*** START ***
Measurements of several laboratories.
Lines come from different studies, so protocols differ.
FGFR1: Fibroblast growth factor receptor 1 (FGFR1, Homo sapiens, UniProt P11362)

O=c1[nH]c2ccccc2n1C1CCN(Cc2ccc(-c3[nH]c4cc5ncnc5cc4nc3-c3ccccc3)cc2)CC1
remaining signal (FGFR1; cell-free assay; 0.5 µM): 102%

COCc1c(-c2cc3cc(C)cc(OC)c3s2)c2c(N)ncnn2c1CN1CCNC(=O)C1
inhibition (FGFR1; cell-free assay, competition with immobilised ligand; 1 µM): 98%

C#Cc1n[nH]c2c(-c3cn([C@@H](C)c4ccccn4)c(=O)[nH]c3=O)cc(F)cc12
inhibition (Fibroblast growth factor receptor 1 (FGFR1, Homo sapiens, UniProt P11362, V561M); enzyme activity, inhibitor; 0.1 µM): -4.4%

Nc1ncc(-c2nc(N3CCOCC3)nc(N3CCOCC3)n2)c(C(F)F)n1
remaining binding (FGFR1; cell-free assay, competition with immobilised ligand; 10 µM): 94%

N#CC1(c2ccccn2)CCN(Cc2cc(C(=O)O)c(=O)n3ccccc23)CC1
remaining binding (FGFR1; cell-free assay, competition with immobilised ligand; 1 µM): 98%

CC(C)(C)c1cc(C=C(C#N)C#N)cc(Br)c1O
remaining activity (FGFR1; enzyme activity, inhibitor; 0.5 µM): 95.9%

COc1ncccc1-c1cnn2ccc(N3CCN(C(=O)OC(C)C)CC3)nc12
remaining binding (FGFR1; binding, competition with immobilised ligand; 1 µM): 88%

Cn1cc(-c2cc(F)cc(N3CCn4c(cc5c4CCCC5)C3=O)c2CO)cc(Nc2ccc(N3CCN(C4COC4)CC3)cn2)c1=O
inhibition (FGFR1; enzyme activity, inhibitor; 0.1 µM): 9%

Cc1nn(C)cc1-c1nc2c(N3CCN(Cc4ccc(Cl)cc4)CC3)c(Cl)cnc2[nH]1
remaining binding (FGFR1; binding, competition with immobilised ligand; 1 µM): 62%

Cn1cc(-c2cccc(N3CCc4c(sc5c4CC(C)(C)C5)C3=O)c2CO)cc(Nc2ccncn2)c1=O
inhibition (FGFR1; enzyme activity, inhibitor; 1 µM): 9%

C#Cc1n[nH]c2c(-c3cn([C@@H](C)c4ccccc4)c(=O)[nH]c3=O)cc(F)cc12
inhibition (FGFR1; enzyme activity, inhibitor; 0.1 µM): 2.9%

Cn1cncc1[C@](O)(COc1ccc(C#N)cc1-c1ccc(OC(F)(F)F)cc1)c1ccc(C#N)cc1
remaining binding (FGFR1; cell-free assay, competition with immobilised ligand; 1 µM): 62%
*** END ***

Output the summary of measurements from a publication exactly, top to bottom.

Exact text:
Measurements of several laboratories.
Lines come from different studies, so protocols differ.
FGFR1: Fibroblast growth factor receptor 1 (FGFR1, Homo sapiens, UniProt P11362)

O=c1[nH]c2ccccc2n1C1CCN(Cc2ccc(-c3[nH]c4cc5ncnc5cc4nc3-c3ccccc3)cc2)CC1
remaining signal (FGFR1; cell-free assay; 0.5 µM): 102%

COCc1c(-c2cc3cc(C)cc(OC)c3s2)c2c(N)ncnn2c1CN1CCNC(=O)C1
inhibition (FGFR1; cell-free assay, competition with immobilised ligand; 1 µM): 98%

C#Cc1n[nH]c2c(-c3cn([C@@H](C)c4ccccn4)c(=O)[nH]c3=O)cc(F)cc12
inhibition (Fibroblast growth factor receptor 1 (FGFR1, Homo sapiens, UniProt P11362, V561M); enzyme activity, inhibitor; 0.1 µM): -4.4%

Nc1ncc(-c2nc(N3CCOCC3)nc(N3CCOCC3)n2)c(C(F)F)n1
remaining binding (FGFR1; cell-free assay, competition with immobilised ligand; 10 µM): 94%

N#CC1(c2ccccn2)CCN(Cc2cc(C(=O)O)c(=O)n3ccccc23)CC1
remaining binding (FGFR1; cell-free assay, competition with immobilised ligand; 1 µM): 98%

CC(C)(C)c1cc(C=C(C#N)C#N)cc(Br)c1O
remaining activity (FGFR1; enzyme activity, inhibitor; 0.5 µM): 95.9%

COc1ncccc1-c1cnn2ccc(N3CCN(C(=O)OC(C)C)CC3)nc12
remaining binding (FGFR1; binding, competition with immobilised ligand; 1 µM): 88%

Cn1cc(-c2cc(F)cc(N3CCn4c(cc5c4CCCC5)C3=O)c2CO)cc(Nc2ccc(N3CCN(C4COC4)CC3)cn2)c1=O
inhibition (FGFR1; enzyme activity, inhibitor; 0.1 µM): 9%

Cc1nn(C)cc1-c1nc2c(N3CCN(Cc4ccc(Cl)cc4)CC3)c(Cl)cnc2[nH]1
remaining binding (FGFR1; binding, competition with immobilised ligand; 1 µM): 62%

Cn1cc(-c2cccc(N3CCc4c(sc5c4CC(C)(C)C5)C3=O)c2CO)cc(Nc2ccncn2)c1=O
inhibition (FGFR1; enzyme activity, inhibitor; 1 µM): 9%

C#Cc1n[nH]c2c(-c3cn([C@@H](C)c4ccccc4)c(=O)[nH]c3=O)cc(F)cc12
inhibition (FGFR1; enzyme activity, inhibitor; 0.1 µM): 2.9%

Cn1cncc1[C@](O)(COc1ccc(C#N)cc1-c1ccc(OC(F)(F)F)cc1)c1ccc(C#N)cc1
remaining binding (FGFR1; cell-free assay, competition with immobilised ligand; 1 µM): 62%